Rivers was roused from these thoughts by the crunch of tyres on gravel. He reached the window in time to see a taxi draw up, and a man, who from his uniform could only be Sassoon, get out. After paying the driver, Sassoon stood for a moment, looking up at the building. Nobody arriving at Craiglockhart for the first time could fail to be daunted by the sheer gloomy, cavernous bulk of the place. Sassoon lingered on the drive for a full minute after the taxi had driven away, then took a deep breath, squared his shoulders, and ran up the steps.
Rivers turned away from the window, feeling almost ashamed of having witnessed that small, private victory over fear.


Light from the window behind Rivers’s desk fell directly on to Sassoon’s face. Pale skin, purple shadows under the eyes. Apart from that, no obvious signs of nervous disorder. No twitches, jerks, blinks, no repeated ducking to avoid a long-exploded shell. His hands, doing complicated things with cup, saucer, plate, sandwiches, cake, sugar tongs and spoon, were perfectly steady. Rivers raised his own cup to his lips and smiled. One of the nice things about serving afternoon tea to newly arrived patients was that it made so many neurological tests redundant.
So far he hadn’t looked at Rivers. He sat with his head slightly averted, a posture that could easily have been taken for arrogance, though Rivers was more inclined to suspect shyness. The voice was slightly slurred, the flow of words sometimes hesitant, sometimes rushed. A disguised stammer, perhaps, but a life-long stammer, Rivers thought, not the recent, self-conscious stammer of the neurasthenic.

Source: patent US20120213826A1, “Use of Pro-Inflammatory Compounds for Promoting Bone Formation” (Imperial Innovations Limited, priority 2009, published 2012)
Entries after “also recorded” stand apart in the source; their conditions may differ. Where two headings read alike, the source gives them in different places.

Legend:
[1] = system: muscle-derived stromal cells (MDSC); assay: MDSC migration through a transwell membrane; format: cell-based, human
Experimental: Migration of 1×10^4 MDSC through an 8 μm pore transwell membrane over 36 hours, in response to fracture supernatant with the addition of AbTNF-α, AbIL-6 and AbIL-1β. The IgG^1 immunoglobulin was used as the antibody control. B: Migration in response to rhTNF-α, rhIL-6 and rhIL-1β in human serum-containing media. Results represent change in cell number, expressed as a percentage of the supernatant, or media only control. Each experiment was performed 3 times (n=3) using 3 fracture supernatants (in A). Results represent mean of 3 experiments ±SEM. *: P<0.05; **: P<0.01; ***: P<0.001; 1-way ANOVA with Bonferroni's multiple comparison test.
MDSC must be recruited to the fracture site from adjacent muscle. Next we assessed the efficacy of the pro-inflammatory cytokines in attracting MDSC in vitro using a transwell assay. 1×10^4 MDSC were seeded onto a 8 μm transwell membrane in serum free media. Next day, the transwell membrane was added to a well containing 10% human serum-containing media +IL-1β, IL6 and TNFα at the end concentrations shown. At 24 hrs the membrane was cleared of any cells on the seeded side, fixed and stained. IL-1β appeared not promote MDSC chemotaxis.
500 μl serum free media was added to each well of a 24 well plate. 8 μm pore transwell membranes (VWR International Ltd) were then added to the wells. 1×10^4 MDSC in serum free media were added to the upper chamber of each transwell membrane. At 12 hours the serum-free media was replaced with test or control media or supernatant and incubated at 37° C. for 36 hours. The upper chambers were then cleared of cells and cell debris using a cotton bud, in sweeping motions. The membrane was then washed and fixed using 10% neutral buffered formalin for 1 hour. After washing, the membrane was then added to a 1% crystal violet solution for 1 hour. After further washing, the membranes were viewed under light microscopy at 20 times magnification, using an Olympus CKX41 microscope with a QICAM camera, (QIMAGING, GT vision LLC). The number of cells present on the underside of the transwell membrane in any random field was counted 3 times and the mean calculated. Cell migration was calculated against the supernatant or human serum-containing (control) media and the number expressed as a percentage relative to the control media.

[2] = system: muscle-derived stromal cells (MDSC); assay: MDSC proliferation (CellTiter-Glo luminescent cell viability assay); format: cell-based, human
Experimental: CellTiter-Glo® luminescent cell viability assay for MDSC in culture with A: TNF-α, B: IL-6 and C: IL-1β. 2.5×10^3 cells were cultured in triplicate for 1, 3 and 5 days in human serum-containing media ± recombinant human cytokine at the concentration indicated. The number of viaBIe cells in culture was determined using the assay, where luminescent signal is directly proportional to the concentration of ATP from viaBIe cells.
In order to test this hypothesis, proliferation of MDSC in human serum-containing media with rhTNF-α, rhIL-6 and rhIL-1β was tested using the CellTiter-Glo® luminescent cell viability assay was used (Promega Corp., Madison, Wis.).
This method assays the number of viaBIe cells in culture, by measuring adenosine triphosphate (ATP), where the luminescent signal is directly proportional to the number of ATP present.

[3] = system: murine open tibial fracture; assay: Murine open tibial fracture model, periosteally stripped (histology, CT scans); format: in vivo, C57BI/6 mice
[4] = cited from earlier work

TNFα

‘While I remember, Captain Graves rang to say he’ll be along some time after dinner. He sent his apologies for missing the train.’
‘He is still coming?’
Sassoon looked relieved. ‘Do you know, I don’t think Graves’s caught a train in his life? Unless somebody was there to put him on it.’
‘We were rather concerned about you.’
‘In case the lunatic went missing?’
‘I wouldn’t put it quite like that.’
‘I was all right. I wasn’t even surprised, I thought he’d slept in. He’s been doing a ... a lot of rushing round on my behalf recently. You’ve no idea how much work goes into rigging a Medical Board.’
Rivers pushed his spectacles up on to his forehead and massaged the inner corners of his eyes. ‘No, I don’t suppose I have. You know this may sound naive but ... to me ... the accusation that a Medical Board has been rigged is quite a serious one.’
‘I’ve no complaints. I was dealt with in a perfectly fair and reasonable way. Probably better than I deserved.’
‘What kind of questions did they ask?’
Sassoon smiled. ‘Don’t you know?’

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Regeneration 4.1 out of 5 based on 0 ratings. 39 reviews.
Anonymous More than 1 year ago
AP World History Review: Horrors of War Regeneration, a historical fiction book by Pat Barker, recounts the experiences of the patients in Craiglockhart War Hospital and their doctor, Dr. Rivers. Rivers job is to help his patients recover through helping them recount their war memories. Pat Barker uses the memories of his characters to reveal the horrors caused by World War I. Regeneration is a string book about opinions and overcoming obstacles. Dr. River’s role is to help his patients overcome the obstacle of their rears and horrors that they experienced in World War I, but in doing so is forced to listen to and picture the gruesome tales. These experiences therapy sessions in the end of the book change the overall opinion the River’s has on the war. Pat Barker’s characters are in a wide variety, but have a similarity, they all have a specific dislike of the war, and are afraid to return to it. Pat Barker successfully displays the horrors of the many veterans of the Great War.
Guest More than 1 year ago